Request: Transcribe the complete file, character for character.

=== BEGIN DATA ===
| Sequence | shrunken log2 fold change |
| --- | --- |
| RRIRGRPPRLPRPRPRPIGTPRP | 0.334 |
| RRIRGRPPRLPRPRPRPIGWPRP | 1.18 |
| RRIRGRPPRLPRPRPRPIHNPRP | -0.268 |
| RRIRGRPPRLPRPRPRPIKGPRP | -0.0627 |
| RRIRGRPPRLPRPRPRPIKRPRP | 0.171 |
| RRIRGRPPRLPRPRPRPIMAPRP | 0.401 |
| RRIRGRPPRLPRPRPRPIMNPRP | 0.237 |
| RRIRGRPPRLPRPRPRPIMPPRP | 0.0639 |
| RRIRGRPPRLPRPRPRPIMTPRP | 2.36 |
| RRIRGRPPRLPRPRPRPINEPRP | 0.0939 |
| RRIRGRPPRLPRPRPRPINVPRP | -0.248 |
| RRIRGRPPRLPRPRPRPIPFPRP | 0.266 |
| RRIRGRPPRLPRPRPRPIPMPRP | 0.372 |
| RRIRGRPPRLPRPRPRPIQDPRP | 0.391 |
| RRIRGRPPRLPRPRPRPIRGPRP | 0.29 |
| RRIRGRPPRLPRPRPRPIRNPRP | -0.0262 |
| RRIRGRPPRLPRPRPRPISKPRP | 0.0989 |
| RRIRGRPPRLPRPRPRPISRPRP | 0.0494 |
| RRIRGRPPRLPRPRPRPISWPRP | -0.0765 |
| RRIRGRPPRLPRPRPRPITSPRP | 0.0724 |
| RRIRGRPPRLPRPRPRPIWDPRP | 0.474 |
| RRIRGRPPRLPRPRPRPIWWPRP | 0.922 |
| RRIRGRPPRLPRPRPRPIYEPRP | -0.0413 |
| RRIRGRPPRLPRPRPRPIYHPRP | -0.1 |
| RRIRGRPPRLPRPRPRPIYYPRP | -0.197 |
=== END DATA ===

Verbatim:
| Sequence | shrunken log2 fold change |
| --- | --- |
| RRIRGRPPRLPRPRPRPIGTPRP | 0.334 |
| RRIRGRPPRLPRPRPRPIGWPRP | 1.18 |
| RRIRGRPPRLPRPRPRPIHNPRP | -0.268 |
| RRIRGRPPRLPRPRPRPIKGPRP | -0.0627 |
| RRIRGRPPRLPRPRPRPIKRPRP | 0.171 |
| RRIRGRPPRLPRPRPRPIMAPRP | 0.401 |
| RRIRGRPPRLPRPRPRPIMNPRP | 0.237 |
| RRIRGRPPRLPRPRPRPIMPPRP | 0.0639 |
| RRIRGRPPRLPRPRPRPIMTPRP | 2.36 |
| RRIRGRPPRLPRPRPRPINEPRP | 0.0939 |
| RRIRGRPPRLPRPRPRPINVPRP | -0.248 |
| RRIRGRPPRLPRPRPRPIPFPRP | 0.266 |
| RRIRGRPPRLPRPRPRPIPMPRP | 0.372 |
| RRIRGRPPRLPRPRPRPIQDPRP | 0.391 |
| RRIRGRPPRLPRPRPRPIRGPRP | 0.29 |
| RRIRGRPPRLPRPRPRPIRNPRP | -0.0262 |
| RRIRGRPPRLPRPRPRPISKPRP | 0.0989 |
| RRIRGRPPRLPRPRPRPISRPRP | 0.0494 |
| RRIRGRPPRLPRPRPRPISWPRP | -0.0765 |
| RRIRGRPPRLPRPRPRPITSPRP | 0.0724 |
| RRIRGRPPRLPRPRPRPIWDPRP | 0.474 |
| RRIRGRPPRLPRPRPRPIWWPRP | 0.922 |
| RRIRGRPPRLPRPRPRPIYEPRP | -0.0413 |
| RRIRGRPPRLPRPRPRPIYHPRP | -0.1 |
| RRIRGRPPRLPRPRPRPIYYPRP | -0.197 |